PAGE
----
In a previous blog, The CamPAIN, I commented on the presidential campaigns spinning out of control – and with all of the spin doctors (both the campaign spokes people and the media talk show hosts), the imagery of campaigns spinning out of control is a most appropriate one.
One event which caught my attention was McCain’s own supporters booing him when he tried to defend speaking respectfully about Obama. The negative irony of the very people claiming McCain is the candidate they would follow, booing him when he tries to the lead them should not be lost on anyone.
Booing their own candidate is a natural result of a negative campaign, for the negative campaign is not so much about getting passionate for your candidate as it is about getting passionate against the other candidate. The passion of a negative campaign is hatred for the other. What happens in negative campaigns is that people are not so much for “their” candidate as they are riled up against the other candidate. It becomes a hate vote. You are not for someone, you are passionately against someone else.
I think that is what you see in the reaction of the crowd to McCain’s calling for them to be respectful. McCain’s party base is not passionate about him, but they can be riled up against Obama. And so the campaign aims for what it believes is the best appeal they have this election – keep the other guy out of office even if you aren’t for our candidate. On the other side, many Obama supporters seem genuinely to be for him, not just against McCain. Obama has excited his supporters in a way that McCain has not been able to excite his own base. This says nothing about who would be the better president but might give some indication about which man might enjoy more positive support once elected.
Appealing to hate, which is what negative campaigns do (though they would deny that is what they are doing), has many risks. Among them is that after the election the electorate is polarized into adversarial and antagonistic antipathies with no hope of the bipartisan cooperation politicians so like to praise. So when after a divisive election the country needs to be brought together again, the hatred fed during the campaign takes a life of its own. Hatred is a powerful emotion which has become stirred up during the campaign. As the FBI webpage on hate crimes notes, “Hate itself is not a crime-and the FBI is mindful of protecting freedom of speech and other civil liberties.” Campaigns push freedom of speech to the limits, and respect, reason and responsibility right out of door.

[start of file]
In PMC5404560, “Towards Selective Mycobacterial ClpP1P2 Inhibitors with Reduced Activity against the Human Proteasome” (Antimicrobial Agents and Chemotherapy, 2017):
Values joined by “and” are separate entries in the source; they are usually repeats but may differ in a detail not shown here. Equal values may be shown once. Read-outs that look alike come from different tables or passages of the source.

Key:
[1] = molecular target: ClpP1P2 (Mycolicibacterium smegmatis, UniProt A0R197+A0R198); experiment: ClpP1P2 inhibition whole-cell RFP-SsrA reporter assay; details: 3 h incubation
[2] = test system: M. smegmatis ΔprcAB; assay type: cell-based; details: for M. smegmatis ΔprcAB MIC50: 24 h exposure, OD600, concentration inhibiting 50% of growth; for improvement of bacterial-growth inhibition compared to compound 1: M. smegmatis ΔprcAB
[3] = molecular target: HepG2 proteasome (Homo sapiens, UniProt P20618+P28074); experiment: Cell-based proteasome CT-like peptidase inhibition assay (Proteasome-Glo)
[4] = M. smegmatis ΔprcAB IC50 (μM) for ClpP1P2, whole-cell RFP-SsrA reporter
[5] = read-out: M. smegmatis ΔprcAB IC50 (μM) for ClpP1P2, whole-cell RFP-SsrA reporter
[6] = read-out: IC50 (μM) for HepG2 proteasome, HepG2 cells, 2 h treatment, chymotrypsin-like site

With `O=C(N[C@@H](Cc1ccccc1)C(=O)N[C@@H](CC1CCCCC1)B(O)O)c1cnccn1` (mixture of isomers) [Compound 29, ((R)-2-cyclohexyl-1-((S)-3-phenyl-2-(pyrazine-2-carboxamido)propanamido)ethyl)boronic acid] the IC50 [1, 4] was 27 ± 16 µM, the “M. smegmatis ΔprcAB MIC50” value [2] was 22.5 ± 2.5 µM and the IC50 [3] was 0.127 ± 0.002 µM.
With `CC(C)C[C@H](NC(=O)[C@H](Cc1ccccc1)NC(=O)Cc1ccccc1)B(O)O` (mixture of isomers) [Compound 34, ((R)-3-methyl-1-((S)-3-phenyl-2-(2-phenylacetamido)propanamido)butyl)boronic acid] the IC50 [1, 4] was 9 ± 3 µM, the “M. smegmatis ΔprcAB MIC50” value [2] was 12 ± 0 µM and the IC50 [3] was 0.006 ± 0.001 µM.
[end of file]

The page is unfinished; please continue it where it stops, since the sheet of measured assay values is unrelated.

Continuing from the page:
For my fellow Orthodox, I continue to advocate tuning out all of the negativity which I personally do not think is in any way helpful to our country or to our spiritual lives. Negative campaigns are an effort to manipulate your feelings – to create heat not light.
As I mentioned in the sermon this past Sunday, remember the words of the prayer before the reading of the Gospel:
Illumine our hearts, O Master who loves mankind, with the pure light of Your divine knowledge, and open the eyes of our mind to the understanding of Your Gospel teachings; implant in us also the fear of Your blessed commandments, that trampling down all carnal desires we may enter upon a spiritual manner of living both thinking and doing such things as are well-pleasing to You: for You are the illumination of our souls and bodies, O Christ our God, and unto You we ascribe glory, together with Your Father who is from everlasting, and Your all-holy, good, and life-giving Spirit: now and ever, and unto ages of ages. Amen.
We are to fear God and to fear displeasing Him. We do not need to let the fear of a presidential candidate overwhelm our reason or our hearts. We are to both do and think such things as are well pleasing to God. Many of the passions stirred up in a contested election are not pleasing to God, and do not bring us to think and do things which are godly. Let us not give leave to our senses because of the claims of a presidential campaign. God is the Lord and has revealed Himself to us. No candidate can change that truth.